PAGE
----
A Compensation Method of Dead-Time and Forward Voltage Drop for Inverter Operating at Low Frequency

  • Lingyun Zhao
  • Wenxiang SongEmail author
  • Jiuyi Feng
Original Article


The dead-time is introduced to prevent the upper and lower power devices of the same leg from conducting simultaneously. However, it will cause the actual output voltage deviate from the desired voltage and the load current distortion will occur, which is especially unexpected when the inverter operates at a low frequency. In addition, a voltage drop is produced when the current flows through the power device, which further aggravates the current distortion. This paper presents a simple compensation strategy for the dead-time and the forward voltage drop. The current polarity is obtained accurately by filtering the three-phase currents in the synchronous rotating coordinate. The driving signals in the SVPWM is adjusted according to the current polarity to compensate the dead-time. The forward voltage drops are equivalent to an error voltage vector by using the approximate average threshold voltage and average differential resistance model, which is added to the given voltage to suppress the effects of the forward voltage drops. The compensation quantities are set to change based on a piece wise linear function to eliminate the occurrence of the current clamp and the instantaneous zero-crossing switch. Finally, the proposed compensation strategy is verified by the simulation and experiment.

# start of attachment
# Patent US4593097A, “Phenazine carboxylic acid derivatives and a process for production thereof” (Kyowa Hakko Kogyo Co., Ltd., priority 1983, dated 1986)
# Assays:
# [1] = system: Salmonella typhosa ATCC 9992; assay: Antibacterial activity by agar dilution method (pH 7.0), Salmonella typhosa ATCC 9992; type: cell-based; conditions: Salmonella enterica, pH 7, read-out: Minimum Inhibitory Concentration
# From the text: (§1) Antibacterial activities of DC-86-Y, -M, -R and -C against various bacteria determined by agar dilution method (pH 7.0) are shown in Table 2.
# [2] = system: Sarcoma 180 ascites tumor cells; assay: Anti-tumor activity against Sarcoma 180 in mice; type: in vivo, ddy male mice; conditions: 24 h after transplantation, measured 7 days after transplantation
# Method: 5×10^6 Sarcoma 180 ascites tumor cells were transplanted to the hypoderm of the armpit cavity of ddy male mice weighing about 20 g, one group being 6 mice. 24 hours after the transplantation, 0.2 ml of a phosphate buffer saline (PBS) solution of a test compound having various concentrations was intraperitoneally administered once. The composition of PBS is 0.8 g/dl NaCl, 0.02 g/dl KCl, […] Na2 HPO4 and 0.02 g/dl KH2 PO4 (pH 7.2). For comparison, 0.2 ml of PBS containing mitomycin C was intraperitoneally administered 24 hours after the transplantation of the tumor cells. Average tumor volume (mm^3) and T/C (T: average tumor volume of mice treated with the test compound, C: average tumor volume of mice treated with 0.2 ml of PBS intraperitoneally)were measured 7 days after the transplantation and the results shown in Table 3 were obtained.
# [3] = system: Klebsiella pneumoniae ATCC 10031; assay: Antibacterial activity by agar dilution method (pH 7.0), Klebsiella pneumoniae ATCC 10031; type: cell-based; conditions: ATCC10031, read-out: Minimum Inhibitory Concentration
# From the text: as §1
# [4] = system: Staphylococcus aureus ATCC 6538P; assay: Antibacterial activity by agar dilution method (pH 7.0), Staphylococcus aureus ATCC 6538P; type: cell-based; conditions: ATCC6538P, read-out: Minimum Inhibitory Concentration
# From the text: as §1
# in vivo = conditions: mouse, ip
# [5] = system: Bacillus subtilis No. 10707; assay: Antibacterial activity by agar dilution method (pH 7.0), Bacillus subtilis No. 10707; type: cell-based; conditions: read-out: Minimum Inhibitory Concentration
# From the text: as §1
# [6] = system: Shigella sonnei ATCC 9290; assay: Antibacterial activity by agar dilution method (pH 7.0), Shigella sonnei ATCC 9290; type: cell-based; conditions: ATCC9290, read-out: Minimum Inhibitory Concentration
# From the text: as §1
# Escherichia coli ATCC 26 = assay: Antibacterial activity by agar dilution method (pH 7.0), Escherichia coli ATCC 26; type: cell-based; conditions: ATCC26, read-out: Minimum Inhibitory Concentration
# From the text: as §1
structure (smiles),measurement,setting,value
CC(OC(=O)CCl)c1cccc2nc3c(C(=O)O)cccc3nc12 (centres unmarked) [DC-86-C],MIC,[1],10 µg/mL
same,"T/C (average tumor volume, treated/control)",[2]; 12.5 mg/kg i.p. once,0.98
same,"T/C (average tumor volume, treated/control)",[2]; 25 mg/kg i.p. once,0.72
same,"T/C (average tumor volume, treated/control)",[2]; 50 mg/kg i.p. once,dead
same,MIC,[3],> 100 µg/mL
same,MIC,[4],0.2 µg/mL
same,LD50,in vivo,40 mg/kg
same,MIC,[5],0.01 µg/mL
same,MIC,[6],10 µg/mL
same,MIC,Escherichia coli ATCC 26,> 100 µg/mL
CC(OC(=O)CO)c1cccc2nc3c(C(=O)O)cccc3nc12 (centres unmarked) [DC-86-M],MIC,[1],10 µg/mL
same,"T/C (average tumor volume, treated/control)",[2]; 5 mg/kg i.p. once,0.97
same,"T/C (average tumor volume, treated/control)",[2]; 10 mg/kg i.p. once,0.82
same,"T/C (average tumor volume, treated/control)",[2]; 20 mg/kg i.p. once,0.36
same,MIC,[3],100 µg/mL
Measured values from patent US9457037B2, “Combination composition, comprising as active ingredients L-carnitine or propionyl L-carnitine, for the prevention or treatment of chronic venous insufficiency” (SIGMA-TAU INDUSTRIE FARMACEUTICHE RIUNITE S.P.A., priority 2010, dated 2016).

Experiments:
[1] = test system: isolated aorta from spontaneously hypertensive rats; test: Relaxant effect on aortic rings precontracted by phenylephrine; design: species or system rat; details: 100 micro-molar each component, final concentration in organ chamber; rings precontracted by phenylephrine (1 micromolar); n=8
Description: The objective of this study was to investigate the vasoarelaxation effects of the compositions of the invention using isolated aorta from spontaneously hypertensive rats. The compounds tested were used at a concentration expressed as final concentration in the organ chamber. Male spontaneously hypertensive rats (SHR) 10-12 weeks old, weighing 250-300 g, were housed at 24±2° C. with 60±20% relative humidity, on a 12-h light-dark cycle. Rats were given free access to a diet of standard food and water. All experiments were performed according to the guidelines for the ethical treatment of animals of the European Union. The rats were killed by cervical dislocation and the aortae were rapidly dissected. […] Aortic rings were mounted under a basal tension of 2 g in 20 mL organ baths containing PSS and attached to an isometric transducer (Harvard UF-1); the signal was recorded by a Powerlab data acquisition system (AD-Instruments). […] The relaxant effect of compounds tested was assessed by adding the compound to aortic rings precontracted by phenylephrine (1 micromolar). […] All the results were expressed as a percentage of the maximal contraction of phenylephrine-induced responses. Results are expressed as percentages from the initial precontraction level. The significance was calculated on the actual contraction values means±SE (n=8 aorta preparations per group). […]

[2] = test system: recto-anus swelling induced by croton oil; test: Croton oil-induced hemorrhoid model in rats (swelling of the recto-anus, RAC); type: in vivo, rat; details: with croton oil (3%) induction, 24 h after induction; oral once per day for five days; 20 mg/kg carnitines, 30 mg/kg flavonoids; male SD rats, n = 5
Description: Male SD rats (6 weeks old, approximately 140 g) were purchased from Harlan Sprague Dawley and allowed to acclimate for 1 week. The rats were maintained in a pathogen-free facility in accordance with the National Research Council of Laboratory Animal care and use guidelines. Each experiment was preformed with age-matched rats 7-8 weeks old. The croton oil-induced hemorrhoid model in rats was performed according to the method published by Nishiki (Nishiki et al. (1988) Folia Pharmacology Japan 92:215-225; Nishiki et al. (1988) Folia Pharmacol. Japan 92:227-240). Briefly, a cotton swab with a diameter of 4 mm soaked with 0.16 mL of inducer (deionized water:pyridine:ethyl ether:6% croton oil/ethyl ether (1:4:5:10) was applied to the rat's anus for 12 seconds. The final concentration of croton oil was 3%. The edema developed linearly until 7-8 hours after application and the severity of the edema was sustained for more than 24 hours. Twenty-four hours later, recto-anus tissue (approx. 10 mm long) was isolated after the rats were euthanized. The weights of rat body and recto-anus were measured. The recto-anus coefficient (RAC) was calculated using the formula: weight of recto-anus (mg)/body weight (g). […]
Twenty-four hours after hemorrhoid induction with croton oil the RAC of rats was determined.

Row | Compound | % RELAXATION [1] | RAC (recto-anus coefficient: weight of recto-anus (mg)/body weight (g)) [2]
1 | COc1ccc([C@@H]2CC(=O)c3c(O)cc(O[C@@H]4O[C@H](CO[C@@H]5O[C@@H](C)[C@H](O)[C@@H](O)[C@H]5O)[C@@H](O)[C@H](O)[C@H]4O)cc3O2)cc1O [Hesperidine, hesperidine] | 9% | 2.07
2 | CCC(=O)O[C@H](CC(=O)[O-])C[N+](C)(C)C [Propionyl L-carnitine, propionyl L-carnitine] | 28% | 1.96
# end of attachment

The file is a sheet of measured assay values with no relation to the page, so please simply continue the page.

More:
Inverter Low frequency operation Dead-time Forward voltage drop Compensation 


  1. 1.
    Guerrero JM, Leetmaa M, Briz F et al (2005) Inverter nonlinearity effects in high-frequency signal-injection-based sensorless control methods. IEEE Trans Ind Appl 41(2):618–626CrossRefGoogle Scholar
  2. 2.
    Munoz AR, Lipo TA (1999) On-line dead time compensation technique for open-loop PWM-VSI drives. IEEE Trans Power Electron 14(4):683–689CrossRefGoogle Scholar
  3. 3.
    Park C-S, Jung T-U (2018) Online dead time effect compensation algorithm of PWM inverter for motor drive using PR controller. J Electr Eng Technol 12(3):1137–1145CrossRefGoogle Scholar
  4. 4.
    Wang D, Peng F, Ye J et al (2018) Dead-time effect analysis of a three-phase dual-active bridge DC/DC converter. IET Power Electron 11(6):984–994CrossRefGoogle Scholar
  5. 5.
    Lee B, Kim J, Nam K (2012) Simple on-line dead-time compensation scheme based on disturbance voltage observer. In: 2012 IEEE energy conversion congress and exposition (ECCE), Raleigh, NC, pp 1857–1863Google Scholar
  6. 6.
    Kim D-Y, Won I-K, Lee J-H et al (2017) Efficiency improvement of synchronous boost converter with dead time control for fuel cell-battery hybrid system. J Electr Eng Technol 12(5):1891–1901Google Scholar
  7. 7.
    Pellegrino G, Bojoi RI, Guglielmi P et al (2010) Accurate inverter error compensation and related self-commissioning scheme in sensorless induction motor drives. IEEE Trans Ind Appl 46(5):1970–1978CrossRefGoogle Scholar
  8. 8.
    Guha A, Narayanan G (2016) Small-signal stability analysis of an open-loop induction motor drive including the effect of inverter dead-time. IEEE Trans Ind Appl 52(1):242–253CrossRefzbMATHGoogle Scholar
  9. 9.
    Guha A, Narayanan G (2018) Impact of undercompensation and overcompensation of dead-time effect on small-signal stability of induction motor drive. IEEE Trans Ind Appl 54(6):6027–6041CrossRefGoogle Scholar